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    For a plant thief true story read The Orchid Thief: A True Story of Beauty and Obsession . Orchid thieves were, and likely still are, a major problem in areas such as Miami, FL. I've had people try to break into my atrium and my guess was they were trying to get to my orchids during the winter months. I've gotten to the point I no longer tag the really rare plants. I just photograph them and keep a hidden record of what they are. Of course many of my plants are on the internet, but not the truly rare specimens. I know several serious collectors in the Miami area that rarely allow visitors since they grow some of the rarest aroids on the planet. And of course there is Impatiens psittacina, the rare Thailand Parrot Flower. I know of a total of one person in the United States who has ever grown it and that person refuses to show it to anyone except a very select group of rare plant enthusiasts. And I was never offered an invitation!
     
  10. et2007

    et2007 Active Member

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    I'm obsession with plant but also too chicken to be a plant thief. The best i can do is asking for a cutting from friends, also too chicken to ask from people i don't know.
     
  11. Quincys Slave

    Quincys Slave Active Member

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    That seems to be a bit of a problem in the lower mainland. I live in south Delta and there's always angry letters to the editor in our local paper "thanking" some thief for stealing a plant. In Tsawwassen there is a lovely street close to the beach that used to have a beautiful community garden down the center boulevard, most of it was stolen last year.
     
  12. soccerdad

    soccerdad Active Member 10 Years

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    I live in Vancouver and I used to find that when I bought plants from a store and planted them out front, where anyone who passed by regularly would see at once that they had just arrived, many would disappear within 24 hours. It was believed that the culprits were the two elderly ladies who stripped every grape vine on the block each year. I try to be liberal but fire bombing the house of whoever did it, if they could be identified with certainly, would strike me as very very moderate punishment.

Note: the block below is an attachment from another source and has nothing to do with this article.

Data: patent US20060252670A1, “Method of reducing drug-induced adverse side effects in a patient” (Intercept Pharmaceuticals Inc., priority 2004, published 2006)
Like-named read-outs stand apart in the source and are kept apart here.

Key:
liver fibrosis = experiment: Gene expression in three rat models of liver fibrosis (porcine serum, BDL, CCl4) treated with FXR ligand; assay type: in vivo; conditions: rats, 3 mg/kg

13. Daniel Mosquin

    Daniel Mosquin Paragon of Plants UBC Botanical Garden Forums Administrator Forums Moderator 10 Years

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  14. soccerdad

    soccerdad Active Member 10 Years

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    That is really so sad.
     
  15. lorax

    lorax Rising Contributor 10 Years

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    How awful. Firebombing the culprits would be mild punishment.
     
  16. Steven

    Steven Member

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    I don't understand it either why someone would steal somethin from someone else's garden. That's just wrong.
     
  17. nic

    nic Active Member 10 Years

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    Most gardeners are hugely generous; I've lost track of how many plants I've got from people who've said "I'll give you a bit of that when it's big enough to divide" or "here, take a cutting". Most of my propagation techniques were taught to me by more experienced gardeners saying "oh, it's easy, take a bit and do this". Much pleasure comes from going round the garden and noting that that came from my sister's garden, or my mother's, or a friend's.(And from going round other gardens and saying "I gave you that. Isn't it doing well!") And that's how you learn, by looking and listening.
    So where's the pleasure in thinking "I stole that from a public planting, and that from no37, and that from the big house on the corner?"
     
  18. et2007

    et2007 Active Member